Any one who knows me knows of my love for Cary Grant. His film Bringing Up Baby was my first introduction to him, to classic film and to screwball comedy, all of which remain favorites to this day. Cary Grant was a versatile actor who was equally at home in both comedies and dramas. His characters tended not to take themselves or life too seriously and yet also retained a darker edge about them which was highlighted more in his dramatic roles. And while I enjoy his later dramatic films, my preference will always be for his pre-war comedies. Who else could pull of playing men of sophistication and privilege who were able to laugh and make fun at their own expense? Continue reading “Five Stars Blogathon -My Five Favorite Film Stars”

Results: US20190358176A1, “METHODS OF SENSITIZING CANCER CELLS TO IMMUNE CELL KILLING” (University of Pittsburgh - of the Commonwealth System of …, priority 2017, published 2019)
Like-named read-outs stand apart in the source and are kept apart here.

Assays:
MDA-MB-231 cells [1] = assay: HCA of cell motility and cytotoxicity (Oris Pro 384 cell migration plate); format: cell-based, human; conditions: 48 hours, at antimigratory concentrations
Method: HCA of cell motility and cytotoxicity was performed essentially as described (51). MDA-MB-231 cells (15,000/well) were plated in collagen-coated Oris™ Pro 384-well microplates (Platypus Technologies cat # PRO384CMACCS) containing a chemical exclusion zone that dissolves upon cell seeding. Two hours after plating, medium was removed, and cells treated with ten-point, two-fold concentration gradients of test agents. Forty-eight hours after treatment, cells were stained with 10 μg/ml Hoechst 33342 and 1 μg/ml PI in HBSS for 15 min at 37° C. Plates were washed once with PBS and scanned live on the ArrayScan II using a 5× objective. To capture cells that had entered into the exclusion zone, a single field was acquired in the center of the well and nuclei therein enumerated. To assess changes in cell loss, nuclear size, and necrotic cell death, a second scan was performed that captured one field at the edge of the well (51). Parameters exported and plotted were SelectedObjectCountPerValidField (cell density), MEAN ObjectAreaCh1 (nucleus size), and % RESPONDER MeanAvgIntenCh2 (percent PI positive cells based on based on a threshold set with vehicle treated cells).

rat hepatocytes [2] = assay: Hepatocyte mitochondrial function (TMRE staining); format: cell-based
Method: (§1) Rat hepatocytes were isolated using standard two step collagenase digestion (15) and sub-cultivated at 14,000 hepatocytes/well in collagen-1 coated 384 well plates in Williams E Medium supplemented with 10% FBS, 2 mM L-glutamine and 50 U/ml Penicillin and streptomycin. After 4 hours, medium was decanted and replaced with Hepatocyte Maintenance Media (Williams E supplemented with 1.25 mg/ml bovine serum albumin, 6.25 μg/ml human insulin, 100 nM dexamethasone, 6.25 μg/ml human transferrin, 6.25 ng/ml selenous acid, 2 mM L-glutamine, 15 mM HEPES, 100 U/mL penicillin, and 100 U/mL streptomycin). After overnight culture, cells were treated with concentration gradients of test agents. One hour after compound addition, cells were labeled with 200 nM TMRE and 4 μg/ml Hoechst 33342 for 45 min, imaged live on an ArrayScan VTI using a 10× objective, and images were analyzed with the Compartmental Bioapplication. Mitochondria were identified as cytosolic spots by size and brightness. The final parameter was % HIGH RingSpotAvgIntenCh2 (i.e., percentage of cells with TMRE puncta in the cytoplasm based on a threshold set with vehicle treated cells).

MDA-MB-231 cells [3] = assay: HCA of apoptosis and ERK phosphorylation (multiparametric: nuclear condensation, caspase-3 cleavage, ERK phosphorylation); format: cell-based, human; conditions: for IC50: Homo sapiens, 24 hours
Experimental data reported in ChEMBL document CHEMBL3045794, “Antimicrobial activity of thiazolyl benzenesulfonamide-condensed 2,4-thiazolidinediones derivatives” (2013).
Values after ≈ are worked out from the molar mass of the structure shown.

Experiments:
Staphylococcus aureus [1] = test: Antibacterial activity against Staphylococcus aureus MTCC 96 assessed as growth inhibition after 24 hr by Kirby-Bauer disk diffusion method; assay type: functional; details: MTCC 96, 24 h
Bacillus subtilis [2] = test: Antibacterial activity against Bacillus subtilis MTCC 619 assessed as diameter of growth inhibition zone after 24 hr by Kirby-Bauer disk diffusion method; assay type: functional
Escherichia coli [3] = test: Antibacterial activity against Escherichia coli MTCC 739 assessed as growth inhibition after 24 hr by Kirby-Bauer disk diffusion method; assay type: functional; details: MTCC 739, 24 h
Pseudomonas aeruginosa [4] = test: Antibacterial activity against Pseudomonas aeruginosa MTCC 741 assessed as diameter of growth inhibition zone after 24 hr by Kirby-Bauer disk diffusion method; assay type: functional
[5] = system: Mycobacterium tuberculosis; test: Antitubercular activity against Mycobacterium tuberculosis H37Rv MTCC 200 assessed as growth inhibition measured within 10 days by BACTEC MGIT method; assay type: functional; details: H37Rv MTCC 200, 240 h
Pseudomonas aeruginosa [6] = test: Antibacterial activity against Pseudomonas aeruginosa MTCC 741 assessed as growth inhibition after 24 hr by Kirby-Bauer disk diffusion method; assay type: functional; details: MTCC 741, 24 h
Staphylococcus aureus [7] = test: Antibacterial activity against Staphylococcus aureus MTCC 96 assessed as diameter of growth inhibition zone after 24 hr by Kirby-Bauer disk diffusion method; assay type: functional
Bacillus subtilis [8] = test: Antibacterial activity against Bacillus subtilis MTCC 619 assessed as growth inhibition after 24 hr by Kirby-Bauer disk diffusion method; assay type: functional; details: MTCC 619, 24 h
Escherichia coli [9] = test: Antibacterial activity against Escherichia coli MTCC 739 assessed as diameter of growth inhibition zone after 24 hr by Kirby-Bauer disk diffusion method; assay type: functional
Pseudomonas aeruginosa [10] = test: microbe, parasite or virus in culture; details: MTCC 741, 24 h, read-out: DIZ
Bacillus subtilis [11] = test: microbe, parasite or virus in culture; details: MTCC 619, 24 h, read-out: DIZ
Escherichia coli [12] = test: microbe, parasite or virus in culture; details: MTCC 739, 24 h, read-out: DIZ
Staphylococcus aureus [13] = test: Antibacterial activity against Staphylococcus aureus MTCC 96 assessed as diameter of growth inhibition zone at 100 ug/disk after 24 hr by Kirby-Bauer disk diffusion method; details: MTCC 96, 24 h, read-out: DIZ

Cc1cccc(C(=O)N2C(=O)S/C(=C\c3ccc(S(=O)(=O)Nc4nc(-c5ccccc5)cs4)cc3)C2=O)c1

I’m almost ashamed to admit that by my count I watched over one hundred films in the past year. That is not including made for television movies (I’m looking at you Hallmark.) Most of those were classic films, but I did manage to see a few new releases.
Of these films, the only one I didn’t enjoy was Hail Caesar. I was very disappointed as this was a movie I was eagerly awaiting due to its story about classic Hollywood. I’m a fan of series or sequels as long as the story is entertaining so I enjoyed Greek Wedding 2, Civil War and Jason Bourne. It was great to be introduced to a new Jane Austen story in Love and Friendship and I thought the new Ben-Hur was interesting. Continue reading “Film Year 2016 in Review”